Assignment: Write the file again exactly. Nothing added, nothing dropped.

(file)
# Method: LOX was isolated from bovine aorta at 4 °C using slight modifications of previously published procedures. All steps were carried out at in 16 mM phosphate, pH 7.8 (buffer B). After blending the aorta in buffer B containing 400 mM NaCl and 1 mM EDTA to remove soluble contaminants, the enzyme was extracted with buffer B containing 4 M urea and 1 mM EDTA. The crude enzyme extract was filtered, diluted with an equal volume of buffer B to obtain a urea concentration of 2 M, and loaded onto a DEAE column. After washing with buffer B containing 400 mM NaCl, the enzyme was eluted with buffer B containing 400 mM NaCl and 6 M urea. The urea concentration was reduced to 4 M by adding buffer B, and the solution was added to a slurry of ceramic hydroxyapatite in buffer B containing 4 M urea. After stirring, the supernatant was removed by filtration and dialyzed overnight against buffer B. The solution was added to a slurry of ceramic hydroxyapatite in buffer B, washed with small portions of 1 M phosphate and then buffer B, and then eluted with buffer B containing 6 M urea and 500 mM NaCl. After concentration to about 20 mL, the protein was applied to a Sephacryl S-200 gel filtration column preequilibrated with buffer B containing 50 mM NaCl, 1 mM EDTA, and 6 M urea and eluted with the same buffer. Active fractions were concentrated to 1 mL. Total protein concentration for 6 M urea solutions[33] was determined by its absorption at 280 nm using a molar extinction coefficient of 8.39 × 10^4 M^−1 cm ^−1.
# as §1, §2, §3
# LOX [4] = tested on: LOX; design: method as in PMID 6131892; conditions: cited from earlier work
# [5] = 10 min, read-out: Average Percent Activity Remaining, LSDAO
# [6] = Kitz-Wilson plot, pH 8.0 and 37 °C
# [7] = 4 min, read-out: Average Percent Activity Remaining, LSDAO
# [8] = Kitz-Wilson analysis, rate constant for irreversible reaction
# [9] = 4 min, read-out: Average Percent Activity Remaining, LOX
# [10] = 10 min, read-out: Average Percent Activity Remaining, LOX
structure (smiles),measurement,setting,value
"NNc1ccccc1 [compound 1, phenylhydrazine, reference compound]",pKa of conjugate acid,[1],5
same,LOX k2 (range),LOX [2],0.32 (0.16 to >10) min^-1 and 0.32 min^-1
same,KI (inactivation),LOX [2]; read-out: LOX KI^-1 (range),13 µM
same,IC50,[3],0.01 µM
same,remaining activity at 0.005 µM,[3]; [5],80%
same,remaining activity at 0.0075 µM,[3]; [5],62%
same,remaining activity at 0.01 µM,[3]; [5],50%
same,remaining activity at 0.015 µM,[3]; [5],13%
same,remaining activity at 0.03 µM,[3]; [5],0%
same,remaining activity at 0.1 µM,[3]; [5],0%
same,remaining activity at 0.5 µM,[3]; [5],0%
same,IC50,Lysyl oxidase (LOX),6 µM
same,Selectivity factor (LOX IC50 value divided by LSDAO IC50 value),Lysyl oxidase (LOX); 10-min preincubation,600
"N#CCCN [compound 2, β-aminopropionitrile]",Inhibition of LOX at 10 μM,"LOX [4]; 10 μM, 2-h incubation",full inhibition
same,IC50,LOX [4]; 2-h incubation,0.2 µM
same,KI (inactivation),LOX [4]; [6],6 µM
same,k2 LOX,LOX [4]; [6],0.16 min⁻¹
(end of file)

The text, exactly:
# Method: LOX was isolated from bovine aorta at 4 °C using slight modifications of previously published procedures. All steps were carried out at in 16 mM phosphate, pH 7.8 (buffer B). After blending the aorta in buffer B containing 400 mM NaCl and 1 mM EDTA to remove soluble contaminants, the enzyme was extracted with buffer B containing 4 M urea and 1 mM EDTA. The crude enzyme extract was filtered, diluted with an equal volume of buffer B to obtain a urea concentration of 2 M, and loaded onto a DEAE column. After washing with buffer B containing 400 mM NaCl, the enzyme was eluted with buffer B containing 400 mM NaCl and 6 M urea. The urea concentration was reduced to 4 M by adding buffer B, and the solution was added to a slurry of ceramic hydroxyapatite in buffer B containing 4 M urea. After stirring, the supernatant was removed by filtration and dialyzed overnight against buffer B. The solution was added to a slurry of ceramic hydroxyapatite in buffer B, washed with small portions of 1 M phosphate and then buffer B, and then eluted with buffer B containing 6 M urea and 500 mM NaCl. After concentration to about 20 mL, the protein was applied to a Sephacryl S-200 gel filtration column preequilibrated with buffer B containing 50 mM NaCl, 1 mM EDTA, and 6 M urea and eluted with the same buffer. Active fractions were concentrated to 1 mL. Total protein concentration for 6 M urea solutions[33] was determined by its absorption at 280 nm using a molar extinction coefficient of 8.39 × 10^4 M^−1 cm ^−1.
# as §1, §2, §3
# LOX [4] = tested on: LOX; design: method as in PMID 6131892; conditions: cited from earlier work
# [5] = 10 min, read-out: Average Percent Activity Remaining, LSDAO
# [6] = Kitz-Wilson plot, pH 8.0 and 37 °C
# [7] = 4 min, read-out: Average Percent Activity Remaining, LSDAO
# [8] = Kitz-Wilson analysis, rate constant for irreversible reaction
# [9] = 4 min, read-out: Average Percent Activity Remaining, LOX
# [10] = 10 min, read-out: Average Percent Activity Remaining, LOX
structure (smiles),measurement,setting,value
"NNc1ccccc1 [compound 1, phenylhydrazine, reference compound]",pKa of conjugate acid,[1],5
same,LOX k2 (range),LOX [2],0.32 (0.16 to >10) min^-1 and 0.32 min^-1
same,KI (inactivation),LOX [2]; read-out: LOX KI^-1 (range),13 µM
same,IC50,[3],0.01 µM
same,remaining activity at 0.005 µM,[3]; [5],80%
same,remaining activity at 0.0075 µM,[3]; [5],62%
same,remaining activity at 0.01 µM,[3]; [5],50%
same,remaining activity at 0.015 µM,[3]; [5],13%
same,remaining activity at 0.03 µM,[3]; [5],0%
same,remaining activity at 0.1 µM,[3]; [5],0%
same,remaining activity at 0.5 µM,[3]; [5],0%
same,IC50,Lysyl oxidase (LOX),6 µM
same,Selectivity factor (LOX IC50 value divided by LSDAO IC50 value),Lysyl oxidase (LOX); 10-min preincubation,600
"N#CCCN [compound 2, β-aminopropionitrile]",Inhibition of LOX at 10 μM,"LOX [4]; 10 μM, 2-h incubation",full inhibition
same,IC50,LOX [4]; 2-h incubation,0.2 µM
same,KI (inactivation),LOX [4]; [6],6 µM
same,k2 LOX,LOX [4]; [6],0.16 min⁻¹